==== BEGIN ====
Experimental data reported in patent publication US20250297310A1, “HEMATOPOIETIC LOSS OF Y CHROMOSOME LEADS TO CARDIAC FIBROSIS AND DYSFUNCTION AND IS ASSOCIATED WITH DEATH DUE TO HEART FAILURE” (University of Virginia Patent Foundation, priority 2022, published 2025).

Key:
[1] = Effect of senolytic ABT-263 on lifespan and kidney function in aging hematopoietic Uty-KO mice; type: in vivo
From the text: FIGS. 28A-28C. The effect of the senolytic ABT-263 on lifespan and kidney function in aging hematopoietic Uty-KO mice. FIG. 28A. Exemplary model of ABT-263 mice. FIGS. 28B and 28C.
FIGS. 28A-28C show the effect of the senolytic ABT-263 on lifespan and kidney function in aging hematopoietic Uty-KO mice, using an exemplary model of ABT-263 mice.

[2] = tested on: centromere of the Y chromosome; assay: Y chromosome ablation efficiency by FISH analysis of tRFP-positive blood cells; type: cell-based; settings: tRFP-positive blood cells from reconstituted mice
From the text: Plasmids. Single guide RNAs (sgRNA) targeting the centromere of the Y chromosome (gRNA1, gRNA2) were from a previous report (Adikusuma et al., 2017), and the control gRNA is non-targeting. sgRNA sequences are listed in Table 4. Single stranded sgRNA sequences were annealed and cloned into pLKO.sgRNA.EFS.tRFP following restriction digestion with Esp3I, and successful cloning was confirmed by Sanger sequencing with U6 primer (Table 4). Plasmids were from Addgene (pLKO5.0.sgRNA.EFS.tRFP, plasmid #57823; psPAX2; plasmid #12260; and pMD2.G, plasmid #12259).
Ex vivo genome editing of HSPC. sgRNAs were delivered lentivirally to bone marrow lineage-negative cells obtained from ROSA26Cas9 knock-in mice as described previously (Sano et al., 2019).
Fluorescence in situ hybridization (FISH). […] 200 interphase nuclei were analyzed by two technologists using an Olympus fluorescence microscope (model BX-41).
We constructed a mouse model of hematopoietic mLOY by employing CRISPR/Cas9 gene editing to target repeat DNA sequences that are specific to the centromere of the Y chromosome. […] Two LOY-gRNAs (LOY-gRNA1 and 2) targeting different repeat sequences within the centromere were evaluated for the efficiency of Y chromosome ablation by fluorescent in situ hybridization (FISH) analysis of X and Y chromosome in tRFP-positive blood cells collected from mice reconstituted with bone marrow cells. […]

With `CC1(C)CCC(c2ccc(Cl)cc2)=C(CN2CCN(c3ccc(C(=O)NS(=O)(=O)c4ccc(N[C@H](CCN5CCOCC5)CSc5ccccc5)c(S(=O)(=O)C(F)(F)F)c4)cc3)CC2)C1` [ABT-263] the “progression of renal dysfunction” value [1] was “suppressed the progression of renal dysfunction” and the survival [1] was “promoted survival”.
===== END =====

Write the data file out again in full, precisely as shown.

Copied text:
Experimental data reported in patent publication US20250297310A1, “HEMATOPOIETIC LOSS OF Y CHROMOSOME LEADS TO CARDIAC FIBROSIS AND DYSFUNCTION AND IS ASSOCIATED WITH DEATH DUE TO HEART FAILURE” (University of Virginia Patent Foundation, priority 2022, published 2025).

Key:
[1] = Effect of senolytic ABT-263 on lifespan and kidney function in aging hematopoietic Uty-KO mice; type: in vivo
From the text: FIGS. 28A-28C. The effect of the senolytic ABT-263 on lifespan and kidney function in aging hematopoietic Uty-KO mice. FIG. 28A. Exemplary model of ABT-263 mice. FIGS. 28B and 28C.
FIGS. 28A-28C show the effect of the senolytic ABT-263 on lifespan and kidney function in aging hematopoietic Uty-KO mice, using an exemplary model of ABT-263 mice.

[2] = tested on: centromere of the Y chromosome; assay: Y chromosome ablation efficiency by FISH analysis of tRFP-positive blood cells; type: cell-based; settings: tRFP-positive blood cells from reconstituted mice
From the text: Plasmids. Single guide RNAs (sgRNA) targeting the centromere of the Y chromosome (gRNA1, gRNA2) were from a previous report (Adikusuma et al., 2017), and the control gRNA is non-targeting. sgRNA sequences are listed in Table 4. Single stranded sgRNA sequences were annealed and cloned into pLKO.sgRNA.EFS.tRFP following restriction digestion with Esp3I, and successful cloning was confirmed by Sanger sequencing with U6 primer (Table 4). Plasmids were from Addgene (pLKO5.0.sgRNA.EFS.tRFP, plasmid #57823; psPAX2; plasmid #12260; and pMD2.G, plasmid #12259).
Ex vivo genome editing of HSPC. sgRNAs were delivered lentivirally to bone marrow lineage-negative cells obtained from ROSA26Cas9 knock-in mice as described previously (Sano et al., 2019).
Fluorescence in situ hybridization (FISH). […] 200 interphase nuclei were analyzed by two technologists using an Olympus fluorescence microscope (model BX-41).
We constructed a mouse model of hematopoietic mLOY by employing CRISPR/Cas9 gene editing to target repeat DNA sequences that are specific to the centromere of the Y chromosome. […] Two LOY-gRNAs (LOY-gRNA1 and 2) targeting different repeat sequences within the centromere were evaluated for the efficiency of Y chromosome ablation by fluorescent in situ hybridization (FISH) analysis of X and Y chromosome in tRFP-positive blood cells collected from mice reconstituted with bone marrow cells. […]

With `CC1(C)CCC(c2ccc(Cl)cc2)=C(CN2CCN(c3ccc(C(=O)NS(=O)(=O)c4ccc(N[C@H](CCN5CCOCC5)CSc5ccccc5)c(S(=O)(=O)C(F)(F)F)c4)cc3)CC2)C1` [ABT-263] the “progression of renal dysfunction” value [1] was “suppressed the progression of renal dysfunction” and the survival [1] was “promoted survival”.